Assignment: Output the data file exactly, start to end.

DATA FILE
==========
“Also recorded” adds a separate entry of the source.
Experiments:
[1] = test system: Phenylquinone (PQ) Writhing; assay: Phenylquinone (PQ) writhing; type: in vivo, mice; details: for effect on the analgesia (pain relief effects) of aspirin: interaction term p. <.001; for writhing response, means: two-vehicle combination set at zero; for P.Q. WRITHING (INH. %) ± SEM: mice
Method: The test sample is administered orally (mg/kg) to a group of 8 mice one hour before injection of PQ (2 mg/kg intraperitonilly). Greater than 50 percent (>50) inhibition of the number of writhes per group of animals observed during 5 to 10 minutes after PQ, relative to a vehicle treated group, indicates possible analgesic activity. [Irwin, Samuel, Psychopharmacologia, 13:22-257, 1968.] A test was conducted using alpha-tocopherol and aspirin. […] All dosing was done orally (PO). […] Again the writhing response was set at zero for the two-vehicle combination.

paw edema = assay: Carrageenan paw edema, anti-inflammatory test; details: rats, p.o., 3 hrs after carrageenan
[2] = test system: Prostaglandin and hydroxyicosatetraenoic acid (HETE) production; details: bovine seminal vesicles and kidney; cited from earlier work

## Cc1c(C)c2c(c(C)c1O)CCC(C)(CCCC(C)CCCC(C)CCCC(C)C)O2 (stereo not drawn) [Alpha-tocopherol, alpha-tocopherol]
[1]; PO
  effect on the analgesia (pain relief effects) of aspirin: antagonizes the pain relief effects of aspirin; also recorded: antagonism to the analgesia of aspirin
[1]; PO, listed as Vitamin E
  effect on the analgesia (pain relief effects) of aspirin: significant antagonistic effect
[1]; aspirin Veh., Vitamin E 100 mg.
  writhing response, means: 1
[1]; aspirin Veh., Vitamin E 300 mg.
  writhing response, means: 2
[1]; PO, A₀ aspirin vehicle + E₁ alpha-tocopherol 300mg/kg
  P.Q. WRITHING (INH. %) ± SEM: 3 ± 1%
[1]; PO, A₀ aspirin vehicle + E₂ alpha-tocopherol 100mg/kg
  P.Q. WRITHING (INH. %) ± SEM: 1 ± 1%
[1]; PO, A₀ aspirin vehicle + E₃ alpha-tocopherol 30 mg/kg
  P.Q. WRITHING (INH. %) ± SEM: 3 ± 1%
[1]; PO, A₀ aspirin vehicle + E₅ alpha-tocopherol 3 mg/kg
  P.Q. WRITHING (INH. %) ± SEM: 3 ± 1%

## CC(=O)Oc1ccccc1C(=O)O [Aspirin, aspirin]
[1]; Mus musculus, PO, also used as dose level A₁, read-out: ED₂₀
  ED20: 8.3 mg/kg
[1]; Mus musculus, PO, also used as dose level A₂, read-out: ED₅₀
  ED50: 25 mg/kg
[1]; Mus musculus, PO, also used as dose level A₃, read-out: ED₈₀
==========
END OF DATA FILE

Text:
“Also recorded” adds a separate entry of the source.
Experiments:
[1] = test system: Phenylquinone (PQ) Writhing; assay: Phenylquinone (PQ) writhing; type: in vivo, mice; details: for effect on the analgesia (pain relief effects) of aspirin: interaction term p. <.001; for writhing response, means: two-vehicle combination set at zero; for P.Q. WRITHING (INH. %) ± SEM: mice
Method: The test sample is administered orally (mg/kg) to a group of 8 mice one hour before injection of PQ (2 mg/kg intraperitonilly). Greater than 50 percent (>50) inhibition of the number of writhes per group of animals observed during 5 to 10 minutes after PQ, relative to a vehicle treated group, indicates possible analgesic activity. [Irwin, Samuel, Psychopharmacologia, 13:22-257, 1968.] A test was conducted using alpha-tocopherol and aspirin. […] All dosing was done orally (PO). […] Again the writhing response was set at zero for the two-vehicle combination.

paw edema = assay: Carrageenan paw edema, anti-inflammatory test; details: rats, p.o., 3 hrs after carrageenan
[2] = test system: Prostaglandin and hydroxyicosatetraenoic acid (HETE) production; details: bovine seminal vesicles and kidney; cited from earlier work

## Cc1c(C)c2c(c(C)c1O)CCC(C)(CCCC(C)CCCC(C)CCCC(C)C)O2 (stereo not drawn) [Alpha-tocopherol, alpha-tocopherol]
[1]; PO
  effect on the analgesia (pain relief effects) of aspirin: antagonizes the pain relief effects of aspirin; also recorded: antagonism to the analgesia of aspirin
[1]; PO, listed as Vitamin E
  effect on the analgesia (pain relief effects) of aspirin: significant antagonistic effect
[1]; aspirin Veh., Vitamin E 100 mg.
  writhing response, means: 1
[1]; aspirin Veh., Vitamin E 300 mg.
  writhing response, means: 2
[1]; PO, A₀ aspirin vehicle + E₁ alpha-tocopherol 300mg/kg
  P.Q. WRITHING (INH. %) ± SEM: 3 ± 1%
[1]; PO, A₀ aspirin vehicle + E₂ alpha-tocopherol 100mg/kg
  P.Q. WRITHING (INH. %) ± SEM: 1 ± 1%
[1]; PO, A₀ aspirin vehicle + E₃ alpha-tocopherol 30 mg/kg
  P.Q. WRITHING (INH. %) ± SEM: 3 ± 1%
[1]; PO, A₀ aspirin vehicle + E₅ alpha-tocopherol 3 mg/kg
  P.Q. WRITHING (INH. %) ± SEM: 3 ± 1%

## CC(=O)Oc1ccccc1C(=O)O [Aspirin, aspirin]
[1]; Mus musculus, PO, also used as dose level A₁, read-out: ED₂₀
  ED20: 8.3 mg/kg
[1]; Mus musculus, PO, also used as dose level A₂, read-out: ED₅₀
  ED50: 25 mg/kg
[1]; Mus musculus, PO, also used as dose level A₃, read-out: ED₈₀